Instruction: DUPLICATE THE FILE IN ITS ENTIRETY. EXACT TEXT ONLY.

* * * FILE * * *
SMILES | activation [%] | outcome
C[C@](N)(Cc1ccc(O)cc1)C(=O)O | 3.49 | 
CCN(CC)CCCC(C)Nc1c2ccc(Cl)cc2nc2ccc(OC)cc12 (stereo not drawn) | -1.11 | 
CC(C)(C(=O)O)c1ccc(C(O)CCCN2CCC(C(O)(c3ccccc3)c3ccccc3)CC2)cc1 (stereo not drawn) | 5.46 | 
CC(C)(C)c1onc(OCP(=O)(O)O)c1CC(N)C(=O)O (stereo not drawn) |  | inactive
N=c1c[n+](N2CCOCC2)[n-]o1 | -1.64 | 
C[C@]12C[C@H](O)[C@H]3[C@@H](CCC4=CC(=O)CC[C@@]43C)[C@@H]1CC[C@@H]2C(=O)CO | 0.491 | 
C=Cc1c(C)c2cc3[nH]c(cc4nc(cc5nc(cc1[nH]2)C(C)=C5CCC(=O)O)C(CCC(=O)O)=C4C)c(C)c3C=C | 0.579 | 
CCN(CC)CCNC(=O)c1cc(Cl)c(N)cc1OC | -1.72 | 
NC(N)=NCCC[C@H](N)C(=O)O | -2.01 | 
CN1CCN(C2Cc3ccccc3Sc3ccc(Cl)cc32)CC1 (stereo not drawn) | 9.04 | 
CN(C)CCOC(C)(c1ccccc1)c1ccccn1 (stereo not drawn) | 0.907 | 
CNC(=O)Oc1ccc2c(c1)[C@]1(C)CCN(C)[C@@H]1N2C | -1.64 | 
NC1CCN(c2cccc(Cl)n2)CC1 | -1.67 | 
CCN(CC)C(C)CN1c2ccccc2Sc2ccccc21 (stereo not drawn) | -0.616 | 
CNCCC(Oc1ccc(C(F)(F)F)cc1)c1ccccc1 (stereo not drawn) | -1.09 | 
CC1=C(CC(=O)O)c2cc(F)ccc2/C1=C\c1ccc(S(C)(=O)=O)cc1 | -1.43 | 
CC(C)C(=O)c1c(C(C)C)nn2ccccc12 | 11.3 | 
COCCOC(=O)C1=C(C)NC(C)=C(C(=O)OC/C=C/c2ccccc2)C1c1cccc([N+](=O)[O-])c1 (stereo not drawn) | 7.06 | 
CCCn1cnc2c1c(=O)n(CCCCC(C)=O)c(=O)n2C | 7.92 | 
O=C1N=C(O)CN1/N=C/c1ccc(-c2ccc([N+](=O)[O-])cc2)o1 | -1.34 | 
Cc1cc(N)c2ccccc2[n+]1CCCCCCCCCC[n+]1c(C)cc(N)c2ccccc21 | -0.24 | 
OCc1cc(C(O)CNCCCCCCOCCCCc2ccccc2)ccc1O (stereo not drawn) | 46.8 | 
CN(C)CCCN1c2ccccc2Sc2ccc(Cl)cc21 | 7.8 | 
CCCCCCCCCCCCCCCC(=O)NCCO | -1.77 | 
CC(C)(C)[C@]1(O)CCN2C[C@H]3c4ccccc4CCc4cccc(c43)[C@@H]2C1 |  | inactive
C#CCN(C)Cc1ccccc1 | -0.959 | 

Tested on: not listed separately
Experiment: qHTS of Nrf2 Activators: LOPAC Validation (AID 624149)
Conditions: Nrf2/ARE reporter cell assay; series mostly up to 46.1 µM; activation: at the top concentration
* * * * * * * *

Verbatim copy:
SMILES | activation [%] | outcome
C[C@](N)(Cc1ccc(O)cc1)C(=O)O | 3.49 | 
CCN(CC)CCCC(C)Nc1c2ccc(Cl)cc2nc2ccc(OC)cc12 (stereo not drawn) | -1.11 | 
CC(C)(C(=O)O)c1ccc(C(O)CCCN2CCC(C(O)(c3ccccc3)c3ccccc3)CC2)cc1 (stereo not drawn) | 5.46 | 
CC(C)(C)c1onc(OCP(=O)(O)O)c1CC(N)C(=O)O (stereo not drawn) |  | inactive
N=c1c[n+](N2CCOCC2)[n-]o1 | -1.64 | 
C[C@]12C[C@H](O)[C@H]3[C@@H](CCC4=CC(=O)CC[C@@]43C)[C@@H]1CC[C@@H]2C(=O)CO | 0.491 | 
C=Cc1c(C)c2cc3[nH]c(cc4nc(cc5nc(cc1[nH]2)C(C)=C5CCC(=O)O)C(CCC(=O)O)=C4C)c(C)c3C=C | 0.579 | 
CCN(CC)CCNC(=O)c1cc(Cl)c(N)cc1OC | -1.72 | 
NC(N)=NCCC[C@H](N)C(=O)O | -2.01 | 
CN1CCN(C2Cc3ccccc3Sc3ccc(Cl)cc32)CC1 (stereo not drawn) | 9.04 | 
CN(C)CCOC(C)(c1ccccc1)c1ccccn1 (stereo not drawn) | 0.907 | 
CNC(=O)Oc1ccc2c(c1)[C@]1(C)CCN(C)[C@@H]1N2C | -1.64 | 
NC1CCN(c2cccc(Cl)n2)CC1 | -1.67 | 
CCN(CC)C(C)CN1c2ccccc2Sc2ccccc21 (stereo not drawn) | -0.616 | 
CNCCC(Oc1ccc(C(F)(F)F)cc1)c1ccccc1 (stereo not drawn) | -1.09 | 
CC1=C(CC(=O)O)c2cc(F)ccc2/C1=C\c1ccc(S(C)(=O)=O)cc1 | -1.43 | 
CC(C)C(=O)c1c(C(C)C)nn2ccccc12 | 11.3 | 
COCCOC(=O)C1=C(C)NC(C)=C(C(=O)OC/C=C/c2ccccc2)C1c1cccc([N+](=O)[O-])c1 (stereo not drawn) | 7.06 | 
CCCn1cnc2c1c(=O)n(CCCCC(C)=O)c(=O)n2C | 7.92 | 
O=C1N=C(O)CN1/N=C/c1ccc(-c2ccc([N+](=O)[O-])cc2)o1 | -1.34 | 
Cc1cc(N)c2ccccc2[n+]1CCCCCCCCCC[n+]1c(C)cc(N)c2ccccc21 | -0.24 | 
OCc1cc(C(O)CNCCCCCCOCCCCc2ccccc2)ccc1O (stereo not drawn) | 46.8 | 
CN(C)CCCN1c2ccccc2Sc2ccc(Cl)cc21 | 7.8 | 
CCCCCCCCCCCCCCCC(=O)NCCO | -1.77 | 
CC(C)(C)[C@]1(O)CCN2C[C@H]3c4ccccc4CCc4cccc(c43)[C@@H]2C1 |  | inactive
C#CCN(C)Cc1ccccc1 | -0.959 | 

Tested on: not listed separately
Experiment: qHTS of Nrf2 Activators: LOPAC Validation (AID 624149)
Conditions: Nrf2/ARE reporter cell assay; series mostly up to 46.1 µM; activation: at the top concentration